Carrie Rengers

Designer peas split, no longer in same pod

The end of Three Pea Interiors means the beginning of a couple of new businesses and the expansion of a third.

Jolene Holdaway closed her Three Pea shop late last year and is preparing to open Red Nest Interiors in the former Esprit de Fleur space at 2907 E. Douglas early next month.

"I absolutely had to have more room," Holdaway says of showroom and storage space.

She had been sharing space with Three Pea Staging and Design in the former Crandall's Interiors furniture space on East Second Street.

Owners Gary Streepy and Kirsten Awe were wanting to expand their business as well.

Monty Stuber, whose Montage salon also is in the Esprit building, offered Holdaway some storage space that eventually turned into a lease agreement.

Holdaway thought making a complete split from the Three Pea name would be less confusing for customers.

Also, she's changing her business slightly by incorporating some older pieces into her showroom.

"I hate to use the word 'antique,' " Holdaway says. "I'm going to offer just some kind of unique finds, if you want to call them that, for people's homes."

She especially likes that she'll now be in the Douglas Design District .

Streepy and Awe, who have spent the past four years staging homes to help them sell, have renamed their business Three Pea: Organize, Stage, Design .

"We've kind of grown to where we buy furniture," Streepy says. "We started accumulating some things."

And they decided to accumulate some more by also opening Pea Pod Consignment Gallery in their Three Pea space.

Streepy says people can submit pictures of furniture they'd like to place on consignment. If he accepts them, there will be free pick-up service.

The shop opens Monday.

Over on Douglas, Stuber has reshuffled some of the businesses in his buildings there.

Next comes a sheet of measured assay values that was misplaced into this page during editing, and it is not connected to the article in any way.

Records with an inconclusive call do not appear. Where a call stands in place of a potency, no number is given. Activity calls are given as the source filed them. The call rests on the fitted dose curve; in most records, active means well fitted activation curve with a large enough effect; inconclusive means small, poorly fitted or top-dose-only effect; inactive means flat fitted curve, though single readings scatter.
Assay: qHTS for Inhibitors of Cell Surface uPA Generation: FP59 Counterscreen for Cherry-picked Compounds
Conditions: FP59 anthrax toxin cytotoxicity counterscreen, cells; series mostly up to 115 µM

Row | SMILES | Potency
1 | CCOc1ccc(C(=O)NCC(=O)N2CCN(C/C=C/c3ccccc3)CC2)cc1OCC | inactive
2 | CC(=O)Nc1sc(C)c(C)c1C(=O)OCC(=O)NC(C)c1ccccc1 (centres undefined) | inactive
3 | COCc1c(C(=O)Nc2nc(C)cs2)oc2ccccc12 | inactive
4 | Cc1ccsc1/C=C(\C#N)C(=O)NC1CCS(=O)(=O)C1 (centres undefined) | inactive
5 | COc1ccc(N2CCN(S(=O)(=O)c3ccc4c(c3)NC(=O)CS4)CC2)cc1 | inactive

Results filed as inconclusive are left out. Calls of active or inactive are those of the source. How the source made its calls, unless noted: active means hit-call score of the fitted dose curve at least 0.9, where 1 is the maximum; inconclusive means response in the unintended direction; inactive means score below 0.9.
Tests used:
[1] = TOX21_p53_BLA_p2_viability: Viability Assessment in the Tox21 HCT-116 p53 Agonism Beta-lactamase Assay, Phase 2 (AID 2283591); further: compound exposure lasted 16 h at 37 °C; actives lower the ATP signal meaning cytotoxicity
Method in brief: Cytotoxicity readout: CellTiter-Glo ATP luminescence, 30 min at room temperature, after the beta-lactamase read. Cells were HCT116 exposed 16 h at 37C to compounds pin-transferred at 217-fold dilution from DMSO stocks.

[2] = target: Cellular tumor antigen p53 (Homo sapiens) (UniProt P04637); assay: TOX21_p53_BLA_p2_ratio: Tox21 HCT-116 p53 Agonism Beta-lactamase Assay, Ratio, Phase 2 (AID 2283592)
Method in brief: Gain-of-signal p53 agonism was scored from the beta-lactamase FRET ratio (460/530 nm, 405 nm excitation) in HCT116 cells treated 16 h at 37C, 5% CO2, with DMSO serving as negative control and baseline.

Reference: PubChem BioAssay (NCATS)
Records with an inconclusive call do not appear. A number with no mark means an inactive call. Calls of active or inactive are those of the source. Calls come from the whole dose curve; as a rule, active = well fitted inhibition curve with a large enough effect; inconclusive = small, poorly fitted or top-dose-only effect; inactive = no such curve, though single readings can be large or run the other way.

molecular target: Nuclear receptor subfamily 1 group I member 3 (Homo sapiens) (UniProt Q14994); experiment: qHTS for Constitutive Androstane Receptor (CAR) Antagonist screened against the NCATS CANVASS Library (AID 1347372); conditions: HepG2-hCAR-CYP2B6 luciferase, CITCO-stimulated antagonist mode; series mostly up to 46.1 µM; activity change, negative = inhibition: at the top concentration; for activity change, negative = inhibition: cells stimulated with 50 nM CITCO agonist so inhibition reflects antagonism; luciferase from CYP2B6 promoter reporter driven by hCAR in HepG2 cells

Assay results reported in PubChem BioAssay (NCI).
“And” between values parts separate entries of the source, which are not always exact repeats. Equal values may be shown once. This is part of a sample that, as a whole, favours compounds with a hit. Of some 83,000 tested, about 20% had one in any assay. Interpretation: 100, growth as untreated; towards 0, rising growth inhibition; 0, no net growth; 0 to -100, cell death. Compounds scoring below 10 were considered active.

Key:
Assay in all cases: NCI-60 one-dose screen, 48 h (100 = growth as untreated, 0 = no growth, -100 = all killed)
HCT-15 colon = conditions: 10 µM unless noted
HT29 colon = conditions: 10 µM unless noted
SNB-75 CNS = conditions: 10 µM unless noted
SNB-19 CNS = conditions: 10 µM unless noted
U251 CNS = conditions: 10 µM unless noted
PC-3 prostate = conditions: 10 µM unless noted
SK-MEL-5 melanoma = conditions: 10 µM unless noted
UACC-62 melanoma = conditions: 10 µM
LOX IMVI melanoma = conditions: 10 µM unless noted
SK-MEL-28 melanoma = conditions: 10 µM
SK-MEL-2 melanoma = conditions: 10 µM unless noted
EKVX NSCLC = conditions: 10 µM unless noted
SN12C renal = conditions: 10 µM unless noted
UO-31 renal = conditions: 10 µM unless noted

"I want to move more retail over in here," he says. "It clusters more people closer together with similar ideas."

And he thinks the home-grown businesses locating there are a natural fit with the Design District.

"We have all the things that bring people to it, and retail is just a natural because we already have the demographic of people here," he says.

"I just want to see things grow and continue to progress."

'A bummer'

An early morning fire caused $150,000 in smoke damage at Larkspur in Old Town .

"What a bummer," owner Ty Issa says.

The fire started at a dryer in a storage room behind the kitchen.

Police officers patrolling the area noticed smoke coming from the building at 904 E. Douglas shortly after 12:30 a.m. Friday.

Firefighters forced entry through the front door and found smoke throughout the building, says Wichita fire Capt. Stuart Bevis .

They discovered a fire in a back room where a dryer had been drying towels.

"The fire was contained to a pretty small area," Bevis says, but there's substantial smoke damage.

Issa was sleeping at home when he got a call from his alarm company.

"I've been up probably all night," he says.

Still, Issa says, "I'm happy it's contained to that kind of damage."

He's fully covered by insurance — including for lost revenue — but the situation is a huge headache.

"The inconvenience of all this is just like we're in the construction business," Issa says.

Larkspur needs mostly cosmetic repairs, which Issa hopes take no longer than a week or 10 days.

"If I can get all these people to work on the weekends, that's what they're promising right now."

There also will be an extensive four-day cleaning.

"So it will be the cleanest restaurant in this town."

You don't say

"I'm a failed parent. Both daughters are at Kansas State University ."

—U.S. Rep. Jerry Moran , a KU grad, speaking to the Wichita Pachyderm Club on Friday